Flacco gets his way as Ravens pick wide receiver Doss

Eric DeCosta, the Ravens' director of player personnel, gave quarterback Joe Flacco a pre-draft assignment before the lockout: Scout a selected group of six receivers expected to be taken in the middle rounds and report back.

"Tandon Doss was the top guy," coach John Harbaugh said Saturday as the Ravens wrapped up their 16th draft.

In an offseason where the Ravens took away Flacco's quarterbacks coach and told him to wait another year for a contract extension, the organization granted one of his wishes with an Indiana wide receiver in the fourth round.

Doss is a 6-foot-2, 201-pound possession receiver who has drawn comparisons to T.J. Houshmandzadeh, who could have his roster spot on the Ravens taken by the 123rd player taken overall.

As the Ravens were selecting Doss, it didn't go unnoticed that he had been previously earmarked by Flacco.

"What he liked about him is that he caught the ball away from his body," DeCosta said. "He was tough and very physical. He made the comment that he looked like the kind of guy that was easy to throw the ball to. That kind of stuck with me."

Doss decided to enter the draft because he wanted to make enough money to support his mother, who raised him as a single parent, and his brother Anthony, who has medical issues.

Anthony has been diagnosed as a schizophrenic and has been in jail as well as various mental institutions. His brother is currently living at home.

"I've been through stuff throughout my life," Doss said. "It made me a lot tougher, and I had to grow up a lot quicker coming from that with my family. I feel like football has always been an escape for me. Every time I'm on the field, I always give 100 percent — my best. I clear my mind and focus on what I need to get done."

Projected to go as high as the second round, Doss slid in the draft because he lacked the "wow" factor, as some scouts described it. He isn't the type of receiver who will accelerate past cornerbacks or explode out of cuts.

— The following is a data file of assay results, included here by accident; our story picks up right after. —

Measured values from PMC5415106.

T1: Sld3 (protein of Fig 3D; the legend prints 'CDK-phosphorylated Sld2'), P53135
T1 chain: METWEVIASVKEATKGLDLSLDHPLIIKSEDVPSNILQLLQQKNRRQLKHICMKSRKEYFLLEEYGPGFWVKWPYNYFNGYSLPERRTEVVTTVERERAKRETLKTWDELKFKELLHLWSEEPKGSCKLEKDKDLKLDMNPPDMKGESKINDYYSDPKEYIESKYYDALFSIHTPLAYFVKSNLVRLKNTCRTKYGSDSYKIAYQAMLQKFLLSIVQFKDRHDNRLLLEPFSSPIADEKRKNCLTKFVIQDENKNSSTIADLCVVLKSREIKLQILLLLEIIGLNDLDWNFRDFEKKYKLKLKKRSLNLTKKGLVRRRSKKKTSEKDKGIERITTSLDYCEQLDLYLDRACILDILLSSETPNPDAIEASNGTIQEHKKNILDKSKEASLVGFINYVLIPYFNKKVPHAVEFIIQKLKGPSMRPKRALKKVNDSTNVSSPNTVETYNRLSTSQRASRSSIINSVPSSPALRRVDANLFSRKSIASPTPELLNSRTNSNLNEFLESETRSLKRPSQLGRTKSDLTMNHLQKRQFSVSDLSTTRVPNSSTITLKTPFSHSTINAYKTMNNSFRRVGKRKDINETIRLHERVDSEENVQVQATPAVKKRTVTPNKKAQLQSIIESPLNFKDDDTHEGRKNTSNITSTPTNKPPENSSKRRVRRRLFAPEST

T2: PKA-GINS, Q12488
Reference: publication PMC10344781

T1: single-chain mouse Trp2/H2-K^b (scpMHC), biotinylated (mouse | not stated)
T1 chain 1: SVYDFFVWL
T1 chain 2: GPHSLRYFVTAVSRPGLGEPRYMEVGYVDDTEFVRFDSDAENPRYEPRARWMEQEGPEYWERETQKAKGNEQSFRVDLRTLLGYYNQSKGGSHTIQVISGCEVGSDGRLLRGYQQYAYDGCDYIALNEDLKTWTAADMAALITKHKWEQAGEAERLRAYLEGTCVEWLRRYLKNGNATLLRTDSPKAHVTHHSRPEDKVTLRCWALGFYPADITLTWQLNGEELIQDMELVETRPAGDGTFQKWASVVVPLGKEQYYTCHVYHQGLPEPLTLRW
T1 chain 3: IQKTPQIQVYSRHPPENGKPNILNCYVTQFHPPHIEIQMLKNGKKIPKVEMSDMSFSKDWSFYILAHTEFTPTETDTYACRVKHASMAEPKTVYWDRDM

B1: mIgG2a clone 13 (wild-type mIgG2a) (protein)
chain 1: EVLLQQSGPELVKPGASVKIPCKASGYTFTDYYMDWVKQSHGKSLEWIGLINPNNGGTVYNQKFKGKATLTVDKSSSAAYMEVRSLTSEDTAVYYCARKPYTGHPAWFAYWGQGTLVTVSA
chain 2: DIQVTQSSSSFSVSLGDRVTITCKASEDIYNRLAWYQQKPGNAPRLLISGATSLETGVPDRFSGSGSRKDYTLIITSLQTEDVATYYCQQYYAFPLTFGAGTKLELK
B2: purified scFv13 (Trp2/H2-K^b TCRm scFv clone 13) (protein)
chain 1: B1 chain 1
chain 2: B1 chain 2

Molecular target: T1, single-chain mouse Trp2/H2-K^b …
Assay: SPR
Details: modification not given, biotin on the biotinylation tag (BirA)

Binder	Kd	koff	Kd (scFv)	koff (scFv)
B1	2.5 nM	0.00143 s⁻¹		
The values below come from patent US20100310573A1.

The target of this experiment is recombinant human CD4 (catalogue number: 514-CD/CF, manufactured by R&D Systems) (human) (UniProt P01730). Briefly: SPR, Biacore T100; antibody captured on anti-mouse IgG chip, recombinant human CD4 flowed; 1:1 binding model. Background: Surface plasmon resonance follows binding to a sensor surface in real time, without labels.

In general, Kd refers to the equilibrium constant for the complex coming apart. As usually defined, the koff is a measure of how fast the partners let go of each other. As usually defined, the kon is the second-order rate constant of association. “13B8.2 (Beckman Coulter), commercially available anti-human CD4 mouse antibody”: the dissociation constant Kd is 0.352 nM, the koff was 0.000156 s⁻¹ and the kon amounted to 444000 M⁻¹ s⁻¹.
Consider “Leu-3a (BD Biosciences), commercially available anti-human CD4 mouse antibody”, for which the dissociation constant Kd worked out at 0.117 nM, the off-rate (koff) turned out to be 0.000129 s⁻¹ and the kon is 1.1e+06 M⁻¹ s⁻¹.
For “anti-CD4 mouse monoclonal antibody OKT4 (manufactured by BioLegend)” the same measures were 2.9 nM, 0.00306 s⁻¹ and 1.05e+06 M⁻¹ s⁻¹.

Draft experts rave about Doss' instincts. He's crafty at working the inside, understanding the coverages and finding soft spots in the zone defenses.

While he only averaged 12 yards per catch at Indiana, he caught 77 passes in 2009 and 63 passes in 2010.

Doss is the prototypical sure-handed receiver who lives on catching passes underneath when defenses are worried about getting burned deep by other receivers.

"Tandon is the opposite of Torrey [Smith, the Ravens' second-round pick]," general manager Ozzie Newsome said. "We thought he would be a great compliment to Torrey."

Doss might not have the same flash as Smith, but he does have more slashes. He carried the Hoosiers at times as a receiver/rusher/returner.

He led the Big Ten in all-purpose yards for the second consecutive season, ranking fifth nationally at 175.8 yards per game.

Harbaugh got an inside scouting report on Doss from Tom Crean, the Indiana men's basketball coach who is Harbaugh's brother-in-law.

"[Doss] was their go-to guy," Harbaugh said. "He was the guy they got the ball every way they could. He wasn't really a down field guy, and I think it had more to do with the quarterback because he got the ball on screens, crossing routes, stop routes. Whenever they needed a play, they gave it to him."

Doss' success is more impressive considering he played with two sports hernias last season. He had surgery on both groins after the season, which caused him to miss the scouting combine in February.

While some teams passed on him because of those injuries, Harbaugh said it was a positive because it showed his toughness.

"There is always disappointment," Doss said about dropping farther than expected in the draft. "You feel like you're better than some of the people that have been drafted. I feel like Baltimore is a good fit for me, and I'm excited to get things rolling."


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